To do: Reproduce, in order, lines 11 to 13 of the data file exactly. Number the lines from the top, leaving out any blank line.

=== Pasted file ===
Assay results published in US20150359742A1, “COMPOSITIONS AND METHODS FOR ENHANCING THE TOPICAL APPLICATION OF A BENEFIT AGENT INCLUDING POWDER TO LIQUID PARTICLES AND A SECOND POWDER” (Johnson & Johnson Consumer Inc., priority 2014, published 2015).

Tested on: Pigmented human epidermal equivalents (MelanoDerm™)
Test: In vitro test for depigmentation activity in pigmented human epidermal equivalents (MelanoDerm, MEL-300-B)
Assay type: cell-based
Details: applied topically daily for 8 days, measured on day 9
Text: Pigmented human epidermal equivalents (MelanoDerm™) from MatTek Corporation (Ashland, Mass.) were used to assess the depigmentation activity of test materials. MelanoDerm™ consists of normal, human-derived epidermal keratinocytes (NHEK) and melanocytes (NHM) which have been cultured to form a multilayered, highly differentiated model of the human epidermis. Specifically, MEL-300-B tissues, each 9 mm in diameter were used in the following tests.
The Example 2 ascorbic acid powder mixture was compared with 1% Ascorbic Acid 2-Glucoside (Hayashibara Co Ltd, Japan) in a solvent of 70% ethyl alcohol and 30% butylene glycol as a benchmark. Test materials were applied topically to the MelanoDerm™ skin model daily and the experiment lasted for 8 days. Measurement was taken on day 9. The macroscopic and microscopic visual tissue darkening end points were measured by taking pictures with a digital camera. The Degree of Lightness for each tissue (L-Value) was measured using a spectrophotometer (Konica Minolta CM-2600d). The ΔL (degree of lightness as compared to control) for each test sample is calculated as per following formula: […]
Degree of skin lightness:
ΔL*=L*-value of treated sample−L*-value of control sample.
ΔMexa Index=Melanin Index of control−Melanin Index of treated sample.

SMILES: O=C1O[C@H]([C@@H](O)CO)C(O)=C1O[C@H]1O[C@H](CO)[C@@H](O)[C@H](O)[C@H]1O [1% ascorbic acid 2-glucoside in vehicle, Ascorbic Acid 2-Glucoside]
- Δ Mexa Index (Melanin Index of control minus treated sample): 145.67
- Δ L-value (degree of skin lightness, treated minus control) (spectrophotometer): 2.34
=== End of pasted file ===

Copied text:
SMILES: O=C1O[C@H]([C@@H](O)CO)C(O)=C1O[C@H]1O[C@H](CO)[C@@H](O)[C@H](O)[C@H]1O [1% ascorbic acid 2-glucoside in vehicle, Ascorbic Acid 2-Glucoside]
- Δ Mexa Index (Melanin Index of control minus treated sample): 145.67
- Δ L-value (degree of skin lightness, treated minus control) (spectrophotometer): 2.34